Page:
Understanding the powerful forces created by momentum may help you make buying and selling decisions.
In the long term, investment markets are usually driven by sound economic fundamentals such as yields and valuations.
However, in the short term, markets swing erratically between being undervalued and overvalued because of human emotions and sentiment. Some call these human emotions greed and fear.
In times when we are fearful, investment markets are often over sold so that their price becomes relatively cheap.
In times when we are greedy, markets may be over bought and prices become too expensive.
If you are able to recognize those times when short term thinking has changed asset prices away from sound economic valuations, you may be able to use the momentum of the market to your advantage.
For example, in scary times when markets are temporarily oversold, you could patiently buy investments that have become cheap in price. Then, when the mood swings again (and it always does), and the momentum of the market sees prices go from undervalued to overvalued, sell at a profit. Or you could choose never to sell, but simply to only buy when prices are cheap, knowing that in the long term prices will rise in line with yields.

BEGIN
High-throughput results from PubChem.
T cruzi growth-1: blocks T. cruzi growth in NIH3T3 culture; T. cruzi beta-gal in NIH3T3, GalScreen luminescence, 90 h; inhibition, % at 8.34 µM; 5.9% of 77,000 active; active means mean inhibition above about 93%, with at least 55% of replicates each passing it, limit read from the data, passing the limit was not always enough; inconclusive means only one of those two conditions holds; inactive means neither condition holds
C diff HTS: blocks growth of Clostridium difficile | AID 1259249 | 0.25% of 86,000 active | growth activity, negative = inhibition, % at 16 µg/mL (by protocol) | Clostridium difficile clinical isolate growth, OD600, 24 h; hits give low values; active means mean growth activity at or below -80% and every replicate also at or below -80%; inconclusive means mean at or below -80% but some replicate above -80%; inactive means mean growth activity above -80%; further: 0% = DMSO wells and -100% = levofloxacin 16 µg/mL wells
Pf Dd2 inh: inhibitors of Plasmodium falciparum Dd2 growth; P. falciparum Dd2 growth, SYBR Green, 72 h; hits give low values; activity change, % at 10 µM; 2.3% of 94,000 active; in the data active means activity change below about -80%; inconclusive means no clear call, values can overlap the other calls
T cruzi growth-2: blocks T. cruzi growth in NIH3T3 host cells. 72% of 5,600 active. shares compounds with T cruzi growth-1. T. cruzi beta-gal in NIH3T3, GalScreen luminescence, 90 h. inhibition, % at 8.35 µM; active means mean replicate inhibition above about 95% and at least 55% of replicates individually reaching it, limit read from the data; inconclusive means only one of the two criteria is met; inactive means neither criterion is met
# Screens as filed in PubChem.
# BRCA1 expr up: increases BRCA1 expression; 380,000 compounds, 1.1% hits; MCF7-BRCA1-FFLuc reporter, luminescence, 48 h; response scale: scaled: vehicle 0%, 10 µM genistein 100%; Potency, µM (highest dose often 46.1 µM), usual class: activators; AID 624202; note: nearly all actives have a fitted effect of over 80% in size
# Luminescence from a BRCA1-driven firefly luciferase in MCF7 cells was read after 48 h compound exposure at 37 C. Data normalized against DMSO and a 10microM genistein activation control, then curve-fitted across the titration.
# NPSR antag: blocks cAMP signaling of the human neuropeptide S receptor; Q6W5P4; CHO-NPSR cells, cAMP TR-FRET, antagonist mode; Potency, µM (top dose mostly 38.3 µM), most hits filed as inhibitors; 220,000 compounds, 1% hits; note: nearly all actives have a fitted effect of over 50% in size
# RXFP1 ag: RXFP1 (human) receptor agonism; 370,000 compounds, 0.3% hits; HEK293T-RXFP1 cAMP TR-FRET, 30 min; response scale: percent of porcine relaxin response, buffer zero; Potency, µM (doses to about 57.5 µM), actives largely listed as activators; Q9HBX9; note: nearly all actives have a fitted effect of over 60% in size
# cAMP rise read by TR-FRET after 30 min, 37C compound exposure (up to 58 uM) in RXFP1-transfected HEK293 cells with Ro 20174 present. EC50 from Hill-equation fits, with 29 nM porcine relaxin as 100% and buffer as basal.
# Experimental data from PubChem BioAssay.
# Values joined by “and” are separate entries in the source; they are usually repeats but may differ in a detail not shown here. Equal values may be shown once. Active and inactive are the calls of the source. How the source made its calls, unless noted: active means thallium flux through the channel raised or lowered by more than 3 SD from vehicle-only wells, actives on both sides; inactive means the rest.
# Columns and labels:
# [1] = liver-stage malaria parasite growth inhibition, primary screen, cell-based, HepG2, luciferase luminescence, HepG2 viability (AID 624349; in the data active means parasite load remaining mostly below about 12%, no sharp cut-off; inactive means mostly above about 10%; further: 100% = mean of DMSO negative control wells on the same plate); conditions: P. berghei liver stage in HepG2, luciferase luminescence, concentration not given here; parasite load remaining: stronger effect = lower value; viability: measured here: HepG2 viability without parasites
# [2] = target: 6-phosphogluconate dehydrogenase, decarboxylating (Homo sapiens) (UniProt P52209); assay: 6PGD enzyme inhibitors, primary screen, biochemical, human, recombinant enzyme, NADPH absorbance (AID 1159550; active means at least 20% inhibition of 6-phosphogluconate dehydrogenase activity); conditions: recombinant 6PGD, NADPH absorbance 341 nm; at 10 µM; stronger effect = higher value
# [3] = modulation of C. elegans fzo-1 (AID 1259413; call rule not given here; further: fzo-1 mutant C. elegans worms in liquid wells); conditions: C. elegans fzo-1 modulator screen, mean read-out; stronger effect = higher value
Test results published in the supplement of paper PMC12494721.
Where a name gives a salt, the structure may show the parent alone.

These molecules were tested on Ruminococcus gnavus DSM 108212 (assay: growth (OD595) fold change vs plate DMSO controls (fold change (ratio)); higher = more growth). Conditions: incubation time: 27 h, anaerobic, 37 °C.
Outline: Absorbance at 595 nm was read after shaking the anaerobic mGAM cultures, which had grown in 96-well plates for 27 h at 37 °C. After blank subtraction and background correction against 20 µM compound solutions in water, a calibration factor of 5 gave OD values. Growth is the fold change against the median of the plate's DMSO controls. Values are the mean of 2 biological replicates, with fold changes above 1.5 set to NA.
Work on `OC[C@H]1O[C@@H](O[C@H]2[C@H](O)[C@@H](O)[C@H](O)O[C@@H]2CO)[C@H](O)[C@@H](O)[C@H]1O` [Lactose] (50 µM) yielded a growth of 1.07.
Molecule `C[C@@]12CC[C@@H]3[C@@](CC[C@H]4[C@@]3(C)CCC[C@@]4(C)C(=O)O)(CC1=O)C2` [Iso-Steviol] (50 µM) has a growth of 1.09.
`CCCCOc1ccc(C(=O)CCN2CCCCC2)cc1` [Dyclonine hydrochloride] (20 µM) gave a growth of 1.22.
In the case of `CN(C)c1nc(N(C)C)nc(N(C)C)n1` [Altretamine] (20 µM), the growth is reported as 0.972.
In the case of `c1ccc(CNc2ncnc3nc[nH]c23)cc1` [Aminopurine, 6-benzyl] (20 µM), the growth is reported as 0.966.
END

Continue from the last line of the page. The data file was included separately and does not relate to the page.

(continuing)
Basically, this describes buying low and selling high. Investing against the momentum. Sound simple? Yes. Do most people do this? No.
Why? Because many people don’t set themselves a strategy to take advantage of short term mispricing of assets, and then get caught up in the overwhelming fear or over optimism that we humans put ourselves through regularly and end up buying high (for fear of missing out), and selling low (to limit further losses).
Have you a strategy when it comes to your financial well being?